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Kenneth J. Braithwaite (2020-2021)


Braithwaite Official Portrait

Office Term: 29 May 2020 - 20 January 2021

The Honorable Kenneth J. Braithwaite was sworn in as Acting Secretary of the Navy on 29 May 2020. He had previously served as the 31st U.S. Ambassador to the Kingdom of Norway. Secretary Braithwaite is the first former U.S. Navy flag officer to serve as Secretary of the Navy.

Secretary Braithwaite graduated from the U.S. Naval Academy in 1984 with a bachelor’s degree in naval engineering and political science. In 1995, he earned a master’s degree in government administration, graduating with honors from the University of Pennsylvania, Fels School of Government.

Secretary Braithwaite designated as a naval aviator in April 1986. His first operational assignment was to Patrol Squadron (VP) 17, NAS Barbers Point, Hawaii, from where he flew anti-submarine missions tracking adversary submarines throughout the Western Pacific and Indian Ocean regions.

In April 1988, Secretary Braithwaite redesignated as a public affairs officer, with his initial tour aboard the aircraft carrier USS America (CV-66). Additional duty assignments included Commander, Carrier Group 2 and Commander, Striking Force Sixth Fleet. He made both a North Atlantic Treaty Organization Force (NATO) deployment to the North Atlantic, operating above the Arctic Circle, and a Mediterranean and Indian Ocean cruise, during which the battle group responded to tensions in the Persian Gulf. In 1990, he was assigned to the staff of Commander, Naval Base Philadelphia as chief of public affairs.

The Secretary left active duty in 1993, continuing his service in the Navy Reserve, where he was assigned to numerous commands from Boston to Norfolk.

In October 2001, Secretary Braithwaite assumed command of Navy Reserve Fleet Combat Camera Atlantic at NAS Willow Grove, Pennsylvania. During this tour, the command was tasked with providing support to the Joint Task Force Commander, Guantanamo Bay, Cuba. In March 2003, Secretary Braithwaite deployed for Operation Iraqi Freedom in support of naval operations to capture the port of Umm Qasr. Following this tour, he served as commanding officer of the Navy Office of Information East.

Secretary Braithwaite served as commander of Joint Public Affairs Support Element–Reserve from October 2004 to October 2007. While in command, and following the devastating earthquake in Pakistan in 2005, he deployed to Pakistan as part of the Joint Task Force for Disaster Assistance, serving as the director of strategic communication working for both the Joint Task Force Commander and the U.S. ambassador in Islamabad.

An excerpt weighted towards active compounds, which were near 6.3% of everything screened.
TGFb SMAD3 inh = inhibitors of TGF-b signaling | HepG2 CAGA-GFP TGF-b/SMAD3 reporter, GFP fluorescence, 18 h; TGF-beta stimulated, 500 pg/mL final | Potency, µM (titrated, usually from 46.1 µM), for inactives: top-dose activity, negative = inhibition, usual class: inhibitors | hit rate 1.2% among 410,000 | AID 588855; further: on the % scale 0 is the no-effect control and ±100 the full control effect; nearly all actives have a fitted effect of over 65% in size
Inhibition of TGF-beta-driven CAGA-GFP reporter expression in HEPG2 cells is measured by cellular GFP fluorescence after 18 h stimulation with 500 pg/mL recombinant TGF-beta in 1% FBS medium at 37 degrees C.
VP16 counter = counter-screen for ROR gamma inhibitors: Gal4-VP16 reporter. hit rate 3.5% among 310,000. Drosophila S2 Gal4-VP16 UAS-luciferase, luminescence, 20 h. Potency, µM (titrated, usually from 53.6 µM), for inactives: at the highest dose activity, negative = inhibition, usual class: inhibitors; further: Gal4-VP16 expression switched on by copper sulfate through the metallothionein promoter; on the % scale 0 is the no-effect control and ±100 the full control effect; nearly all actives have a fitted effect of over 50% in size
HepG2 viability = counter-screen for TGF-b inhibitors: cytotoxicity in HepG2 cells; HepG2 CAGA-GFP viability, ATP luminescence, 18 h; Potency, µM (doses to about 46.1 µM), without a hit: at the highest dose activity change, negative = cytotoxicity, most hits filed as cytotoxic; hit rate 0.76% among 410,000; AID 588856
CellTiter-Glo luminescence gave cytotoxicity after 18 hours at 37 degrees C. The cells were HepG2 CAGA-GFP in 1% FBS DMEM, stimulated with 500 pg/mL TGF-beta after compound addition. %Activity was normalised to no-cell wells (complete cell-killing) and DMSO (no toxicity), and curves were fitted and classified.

In his final Navy assignment, the Secretary served as the Vice Chief of Information. In this capacity, he was the Navy Reserve liaison and advisor to the Chief of Information, responsible for formulating strategic communication counsel to the leadership of the Department of the Navy. Concurrently, he served as the head of the Navy Reserve public affairs program and as an adjunct advisor to Commander, Navy Reserve Force.

Secretary Braithwaite’s civilian career has included executive leadership roles in the health care and petroleum industries. He also served as a senior advisor to U.S. Senator Arlen Specter (R-PA). 

During his time in office, Secretary Braithwaite led the Navy and Marine Corps during the COVID-19 pandemic. Under his leadership, the Navy and Marine Corps partnered with the United States Coast Guard to produce the Tri-Service Maritime Strategy, “Advantage at Sea.” He also expanded the Navy Department’s preparation for the emerging Arctic theater and reorganized the Department’s force structure with the establishment of an Atlantic and First Fleet. Secretary Braithwaite also worked to reinvigorate the Department of the Navy’s emphasis on core values of Honor, Courage and Commitment. He strengthened connections between the past and the future through his support of a new National Museum of the United States Navy and through historic ship name designations such as the in-development Constellation-class frigates, whose namesakes were among for the original six frigates that established the United States as a maritime force in 1794.

The Secretary’s decorations include the Legion of Merit, Defense Meritorious Service Medal (with oak leaf cluster), Meritorious Service Medal, Navy Commendation Medal (five awards), one with Combat “V”, Navy Achievement Medal, Combat Action Ribbon and numerous campaign and service medals.

Published: Fri Nov 12 13:35:14 EST 2021